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Judge Pauley and the NSA

Orwell on the Bench

by CHRISTOPHER BRAUCHLI

If you want a picture of the future, imagine a boot stamping on a human face-forever.

—  George Orwell, 1984

It was easier to write the opinion by ignoring history.  And it was only one part of his opinion.  Nonetheless, he thought it was so important that it became the first thing he said right out of the box, as it were.

Judge William H. Pauley III, a District Court Judge for the Southern District of New York, dismissed a complaint filed by the American Civil Liberties Union and others.  The A.C.L.U. complaint alleged that what is known as the N.S.A.’s bulk telephony metadata collection program is unconstitutional.  Judge Pauley found it was not and, in so finding, wrote an opinion that in all important aspects arrived at the opposite conclusion from an opinion issued 11 days earlier by Judge Richard J. Leon in Washington.  Judge Leon said the N.S.A. program was “almost Orwellian” and was probably unconstitutional.

Judge Pauley begins his opinion with the following sentences:  “The September 11th terrorist attacks revealed, in the starkest terms, just how dangerous and interconnected the world is.  While Americans depended on technology for the conveniences of modernity, al-Qaeda plotted in a seventh-century milieu to use that technology against us.  It was a bold jujitsu.  And it succeeded because conventional intelligence gathering could not detect diffuse filaments connecting al-Qaeda. “

Judge  Pauley discussed how the N.S.A. was unable to capture the phone number of one of the highjackers living in San Diego who the N.S.A. mistakenly  believed was living overseas.  With telephony metadata, the judge observed,  the agency would have known the highjacker was living in San Diego and could have given that information to the F.B.I.  Presumably, although not stated by the judge, that might have enabled it to thwart the 9/11 attack.  Judge Pauley then observed that the government  “learned from its mistake” and, among other things, launched “a bulk telephony metadata collection program”  which, he said: [O]nly works because it collects everything.”

In concluding as he did that “conventional intelligence gathering could not detect diffuse filaments connecting al-Qaeda” Judge Pauley chose to ignore post 9/11 reports that the intelligence community had plenty of information to “detect diffuse filaments” without metadata collections. What was lacking was the competency citizens had a right to expect from those charged with protecting the country.

According to a report in the Washington Post, the F.B.I. had been aware for many years before 9/11 that suspected terrorists were receiving training in American flight schools.  It took no action to apprehend or specifically identify them.  According to a report in the New York Times, Abdul Hakim Murad (who was convicted in 1996 of conspiring and attempting to blow up 12 commercial airliners while flying over the ocean) confessed  to authorities following his arrest in the Philippines that he planned to use his flight training to “fly a plane into C.I.A headquarters in Langley, Va. or another federal building.”  Rodolfo Mendoza, a Philippine intelligence investigator, told CNN that that information was shared with the F.B.I. in 1995.   A 1999 analysis prepared for the National Intelligence Council said:  “Suicide bomber(s) belonging to al Qaeda’s Martyrdom Battalion could crash-land an aircraft packed with high explosives . . . into the Pentagon, the headquarters of the Central Intelligence Agency (CIA), or the White House.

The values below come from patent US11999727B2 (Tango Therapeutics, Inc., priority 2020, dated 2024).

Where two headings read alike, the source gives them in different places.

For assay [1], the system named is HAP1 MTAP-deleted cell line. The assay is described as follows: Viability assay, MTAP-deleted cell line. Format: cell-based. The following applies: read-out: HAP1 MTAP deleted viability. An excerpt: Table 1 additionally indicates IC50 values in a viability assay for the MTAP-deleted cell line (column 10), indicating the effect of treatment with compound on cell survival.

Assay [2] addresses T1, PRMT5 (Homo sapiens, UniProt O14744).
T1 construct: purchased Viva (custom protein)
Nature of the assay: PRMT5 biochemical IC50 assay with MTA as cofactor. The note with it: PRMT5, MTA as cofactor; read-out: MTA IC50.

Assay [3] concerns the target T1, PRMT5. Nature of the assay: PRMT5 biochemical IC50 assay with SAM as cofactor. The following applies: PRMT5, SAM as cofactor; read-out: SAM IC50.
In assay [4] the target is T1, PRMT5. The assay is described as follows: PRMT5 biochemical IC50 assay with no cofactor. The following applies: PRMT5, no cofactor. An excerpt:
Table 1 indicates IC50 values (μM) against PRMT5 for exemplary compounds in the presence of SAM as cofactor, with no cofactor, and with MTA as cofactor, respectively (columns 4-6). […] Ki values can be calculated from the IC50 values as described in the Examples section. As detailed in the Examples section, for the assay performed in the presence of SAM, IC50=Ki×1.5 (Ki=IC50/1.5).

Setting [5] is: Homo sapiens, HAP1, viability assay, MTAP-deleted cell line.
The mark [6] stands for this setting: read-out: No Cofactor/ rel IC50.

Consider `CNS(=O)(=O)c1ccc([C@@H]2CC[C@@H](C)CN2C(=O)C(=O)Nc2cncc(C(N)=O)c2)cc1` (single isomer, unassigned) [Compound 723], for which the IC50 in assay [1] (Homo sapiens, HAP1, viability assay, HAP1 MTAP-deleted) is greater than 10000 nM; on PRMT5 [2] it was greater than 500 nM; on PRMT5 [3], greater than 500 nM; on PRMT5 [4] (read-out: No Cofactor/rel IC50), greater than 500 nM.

In July 2001 an F.B.I. agent in Phoenix told F.B.I. headquarters it should investigate Middle Eastern men enrolled in American flight schools and mentioned Osama bin Laden by name.  In his memo he suggested men in flight school might be planning terrorist attacks. A CBS report describes in considerable detail other clues the government had that  terrorist attacks might be contemplated, giving specifics as to the kinds of activities contemplated.  In  a press conference following 9/11 Ari Fleischer, the press secretary said:  “It is widely known that we had information that bin Laden wanted to attack the United States or United States interests abroad.”

What is now known is that it was not the absence of a program ignoring Americans’  constitutional rights that permitted 9/11.  Collecting “bulk telephony metadata” does nothing to correct the intelligence failures that permitted 9/11 to happen.  Those intelligence failures were failures by those in charge to do what citizens had a right to expect them to do.

Judge Pauley concludes:  “No doubt, the bulk telephony metadata collection program vacuums up information about virtually every telephone call to, from, or within the United States.  That is by design, as it allows the N.S.A. to detect relationships so attenuated and ephemeral they would otherwise escape notice.  As the September 11th attacks demonstrate, the cost of missing such a thread can be horrific. . . . ”  The judge could have simply observed that the cost of missing the other threads that have been widely discussed is equally horrific.  Correcting the reasons for those failures can be taken without creating what Judge Leon so aptly described as “Orwellian.”  As Judge Leon said in his ruling:  “I have little doubt that the author of our Constitution, James Madison, who cautioned us to beware ‘the abridgement of freedom of  the people by gradual and silent encroachments by those in power’ would be aghast.”  So are many citizens.  Whether members of the U.S. Supreme Court are aghast, only time will tell.

Christopher Brauchli is a lawyer living in Boulder, Colorado. He can be emailed at brauchli.56@post.harvard.edu